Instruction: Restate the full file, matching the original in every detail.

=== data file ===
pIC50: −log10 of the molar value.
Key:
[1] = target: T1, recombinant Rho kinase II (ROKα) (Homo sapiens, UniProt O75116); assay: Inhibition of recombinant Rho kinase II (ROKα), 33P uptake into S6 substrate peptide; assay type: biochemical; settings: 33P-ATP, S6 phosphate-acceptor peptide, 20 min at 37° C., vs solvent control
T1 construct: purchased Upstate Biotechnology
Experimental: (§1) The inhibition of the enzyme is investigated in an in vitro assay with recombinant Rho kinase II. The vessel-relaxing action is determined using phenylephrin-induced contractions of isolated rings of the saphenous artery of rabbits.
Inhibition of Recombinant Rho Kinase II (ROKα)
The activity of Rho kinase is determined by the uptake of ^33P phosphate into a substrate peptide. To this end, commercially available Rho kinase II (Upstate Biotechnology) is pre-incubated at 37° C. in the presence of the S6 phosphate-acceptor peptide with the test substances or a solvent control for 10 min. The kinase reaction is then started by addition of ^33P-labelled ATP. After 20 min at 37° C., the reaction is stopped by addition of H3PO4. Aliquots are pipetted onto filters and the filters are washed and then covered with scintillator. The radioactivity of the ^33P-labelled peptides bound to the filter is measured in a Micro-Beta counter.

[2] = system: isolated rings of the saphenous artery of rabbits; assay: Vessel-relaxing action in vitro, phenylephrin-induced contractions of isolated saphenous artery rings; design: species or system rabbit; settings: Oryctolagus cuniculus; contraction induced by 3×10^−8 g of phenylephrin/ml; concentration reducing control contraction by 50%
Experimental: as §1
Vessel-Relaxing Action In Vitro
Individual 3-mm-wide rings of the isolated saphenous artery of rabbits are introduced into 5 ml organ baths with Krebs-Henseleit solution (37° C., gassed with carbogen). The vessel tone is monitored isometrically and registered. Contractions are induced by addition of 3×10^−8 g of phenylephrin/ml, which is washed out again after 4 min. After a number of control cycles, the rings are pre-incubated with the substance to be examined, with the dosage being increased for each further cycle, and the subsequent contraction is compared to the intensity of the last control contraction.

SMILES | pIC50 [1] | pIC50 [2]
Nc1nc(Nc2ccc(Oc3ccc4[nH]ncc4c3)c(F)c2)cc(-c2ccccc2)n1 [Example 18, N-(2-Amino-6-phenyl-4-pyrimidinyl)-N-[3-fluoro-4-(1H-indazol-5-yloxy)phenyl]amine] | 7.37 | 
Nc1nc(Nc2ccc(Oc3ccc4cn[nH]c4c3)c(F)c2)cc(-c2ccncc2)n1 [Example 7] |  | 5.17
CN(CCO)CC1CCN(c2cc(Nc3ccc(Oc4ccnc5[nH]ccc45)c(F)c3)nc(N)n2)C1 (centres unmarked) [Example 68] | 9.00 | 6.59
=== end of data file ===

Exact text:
pIC50: −log10 of the molar value.
Key:
[1] = target: T1, recombinant Rho kinase II (ROKα) (Homo sapiens, UniProt O75116); assay: Inhibition of recombinant Rho kinase II (ROKα), 33P uptake into S6 substrate peptide; assay type: biochemical; settings: 33P-ATP, S6 phosphate-acceptor peptide, 20 min at 37° C., vs solvent control
T1 construct: purchased Upstate Biotechnology
Experimental: (§1) The inhibition of the enzyme is investigated in an in vitro assay with recombinant Rho kinase II. The vessel-relaxing action is determined using phenylephrin-induced contractions of isolated rings of the saphenous artery of rabbits.
Inhibition of Recombinant Rho Kinase II (ROKα)
The activity of Rho kinase is determined by the uptake of ^33P phosphate into a substrate peptide. To this end, commercially available Rho kinase II (Upstate Biotechnology) is pre-incubated at 37° C. in the presence of the S6 phosphate-acceptor peptide with the test substances or a solvent control for 10 min. The kinase reaction is then started by addition of ^33P-labelled ATP. After 20 min at 37° C., the reaction is stopped by addition of H3PO4. Aliquots are pipetted onto filters and the filters are washed and then covered with scintillator. The radioactivity of the ^33P-labelled peptides bound to the filter is measured in a Micro-Beta counter.

[2] = system: isolated rings of the saphenous artery of rabbits; assay: Vessel-relaxing action in vitro, phenylephrin-induced contractions of isolated saphenous artery rings; design: species or system rabbit; settings: Oryctolagus cuniculus; contraction induced by 3×10^−8 g of phenylephrin/ml; concentration reducing control contraction by 50%
Experimental: as §1
Vessel-Relaxing Action In Vitro
Individual 3-mm-wide rings of the isolated saphenous artery of rabbits are introduced into 5 ml organ baths with Krebs-Henseleit solution (37° C., gassed with carbogen). The vessel tone is monitored isometrically and registered. Contractions are induced by addition of 3×10^−8 g of phenylephrin/ml, which is washed out again after 4 min. After a number of control cycles, the rings are pre-incubated with the substance to be examined, with the dosage being increased for each further cycle, and the subsequent contraction is compared to the intensity of the last control contraction.

SMILES | pIC50 [1] | pIC50 [2]
Nc1nc(Nc2ccc(Oc3ccc4[nH]ncc4c3)c(F)c2)cc(-c2ccccc2)n1 [Example 18, N-(2-Amino-6-phenyl-4-pyrimidinyl)-N-[3-fluoro-4-(1H-indazol-5-yloxy)phenyl]amine] | 7.37 | 
Nc1nc(Nc2ccc(Oc3ccc4cn[nH]c4c3)c(F)c2)cc(-c2ccncc2)n1 [Example 7] |  | 5.17
CN(CCO)CC1CCN(c2cc(Nc3ccc(Oc4ccnc5[nH]ccc45)c(F)c3)nc(N)n2)C1 (centres unmarked) [Example 68] | 9.00 | 6.59